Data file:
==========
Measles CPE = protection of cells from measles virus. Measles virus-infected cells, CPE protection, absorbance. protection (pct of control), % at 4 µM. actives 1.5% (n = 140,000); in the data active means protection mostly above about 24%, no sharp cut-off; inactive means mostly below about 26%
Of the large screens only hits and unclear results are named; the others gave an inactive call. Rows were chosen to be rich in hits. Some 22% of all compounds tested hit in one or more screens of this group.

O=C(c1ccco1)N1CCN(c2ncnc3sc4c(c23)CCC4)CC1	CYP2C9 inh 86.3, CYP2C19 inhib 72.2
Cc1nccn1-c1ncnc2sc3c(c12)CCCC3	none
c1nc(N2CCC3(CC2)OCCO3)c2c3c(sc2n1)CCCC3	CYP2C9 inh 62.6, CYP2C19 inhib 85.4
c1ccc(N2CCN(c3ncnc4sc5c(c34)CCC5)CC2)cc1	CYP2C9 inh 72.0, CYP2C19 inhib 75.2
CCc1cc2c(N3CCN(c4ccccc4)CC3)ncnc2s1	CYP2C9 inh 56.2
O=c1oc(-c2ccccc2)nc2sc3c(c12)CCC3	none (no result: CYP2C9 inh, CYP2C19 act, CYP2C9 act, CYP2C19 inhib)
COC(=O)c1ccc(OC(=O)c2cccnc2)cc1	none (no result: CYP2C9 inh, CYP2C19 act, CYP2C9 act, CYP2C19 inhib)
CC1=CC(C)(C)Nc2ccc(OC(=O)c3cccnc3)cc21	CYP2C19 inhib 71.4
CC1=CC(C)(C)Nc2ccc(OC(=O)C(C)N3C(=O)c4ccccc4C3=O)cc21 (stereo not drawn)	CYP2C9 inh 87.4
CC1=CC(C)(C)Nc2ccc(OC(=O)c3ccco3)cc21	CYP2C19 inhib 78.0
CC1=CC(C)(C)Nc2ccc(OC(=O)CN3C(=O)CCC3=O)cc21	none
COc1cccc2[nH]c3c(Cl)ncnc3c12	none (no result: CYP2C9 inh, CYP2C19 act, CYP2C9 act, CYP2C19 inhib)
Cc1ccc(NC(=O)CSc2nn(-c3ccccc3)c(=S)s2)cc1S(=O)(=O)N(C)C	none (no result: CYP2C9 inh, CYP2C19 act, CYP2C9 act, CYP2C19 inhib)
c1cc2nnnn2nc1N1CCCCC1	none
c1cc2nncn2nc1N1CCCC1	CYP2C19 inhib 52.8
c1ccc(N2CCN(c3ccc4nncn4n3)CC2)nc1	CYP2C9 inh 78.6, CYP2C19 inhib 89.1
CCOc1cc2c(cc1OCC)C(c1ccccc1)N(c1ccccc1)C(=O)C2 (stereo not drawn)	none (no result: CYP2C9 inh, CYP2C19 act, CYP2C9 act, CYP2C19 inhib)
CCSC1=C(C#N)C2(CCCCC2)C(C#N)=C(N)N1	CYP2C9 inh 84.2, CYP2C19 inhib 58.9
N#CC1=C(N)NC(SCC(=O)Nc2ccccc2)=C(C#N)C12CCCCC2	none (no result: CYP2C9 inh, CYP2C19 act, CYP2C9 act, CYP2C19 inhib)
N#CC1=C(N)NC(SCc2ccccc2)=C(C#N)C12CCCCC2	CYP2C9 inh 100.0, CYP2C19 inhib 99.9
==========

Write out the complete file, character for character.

Measles CPE = protection of cells from measles virus. Measles virus-infected cells, CPE protection, absorbance. protection (pct of control), % at 4 µM. actives 1.5% (n = 140,000); in the data active means protection mostly above about 24%, no sharp cut-off; inactive means mostly below about 26%
Of the large screens only hits and unclear results are named; the others gave an inactive call. Rows were chosen to be rich in hits. Some 22% of all compounds tested hit in one or more screens of this group.

O=C(c1ccco1)N1CCN(c2ncnc3sc4c(c23)CCC4)CC1	CYP2C9 inh 86.3, CYP2C19 inhib 72.2
Cc1nccn1-c1ncnc2sc3c(c12)CCCC3	none
c1nc(N2CCC3(CC2)OCCO3)c2c3c(sc2n1)CCCC3	CYP2C9 inh 62.6, CYP2C19 inhib 85.4
c1ccc(N2CCN(c3ncnc4sc5c(c34)CCC5)CC2)cc1	CYP2C9 inh 72.0, CYP2C19 inhib 75.2
CCc1cc2c(N3CCN(c4ccccc4)CC3)ncnc2s1	CYP2C9 inh 56.2
O=c1oc(-c2ccccc2)nc2sc3c(c12)CCC3	none (no result: CYP2C9 inh, CYP2C19 act, CYP2C9 act, CYP2C19 inhib)
COC(=O)c1ccc(OC(=O)c2cccnc2)cc1	none (no result: CYP2C9 inh, CYP2C19 act, CYP2C9 act, CYP2C19 inhib)
CC1=CC(C)(C)Nc2ccc(OC(=O)c3cccnc3)cc21	CYP2C19 inhib 71.4
CC1=CC(C)(C)Nc2ccc(OC(=O)C(C)N3C(=O)c4ccccc4C3=O)cc21 (stereo not drawn)	CYP2C9 inh 87.4
CC1=CC(C)(C)Nc2ccc(OC(=O)c3ccco3)cc21	CYP2C19 inhib 78.0
CC1=CC(C)(C)Nc2ccc(OC(=O)CN3C(=O)CCC3=O)cc21	none
COc1cccc2[nH]c3c(Cl)ncnc3c12	none (no result: CYP2C9 inh, CYP2C19 act, CYP2C9 act, CYP2C19 inhib)
Cc1ccc(NC(=O)CSc2nn(-c3ccccc3)c(=S)s2)cc1S(=O)(=O)N(C)C	none (no result: CYP2C9 inh, CYP2C19 act, CYP2C9 act, CYP2C19 inhib)
c1cc2nnnn2nc1N1CCCCC1	none
c1cc2nncn2nc1N1CCCC1	CYP2C19 inhib 52.8
c1ccc(N2CCN(c3ccc4nncn4n3)CC2)nc1	CYP2C9 inh 78.6, CYP2C19 inhib 89.1
CCOc1cc2c(cc1OCC)C(c1ccccc1)N(c1ccccc1)C(=O)C2 (stereo not drawn)	none (no result: CYP2C9 inh, CYP2C19 act, CYP2C9 act, CYP2C19 inhib)
CCSC1=C(C#N)C2(CCCCC2)C(C#N)=C(N)N1	CYP2C9 inh 84.2, CYP2C19 inhib 58.9
N#CC1=C(N)NC(SCC(=O)Nc2ccccc2)=C(C#N)C12CCCCC2	none (no result: CYP2C9 inh, CYP2C19 act, CYP2C9 act, CYP2C19 inhib)
N#CC1=C(N)NC(SCc2ccccc2)=C(C#N)C12CCCCC2	CYP2C9 inh 100.0, CYP2C19 inhib 99.9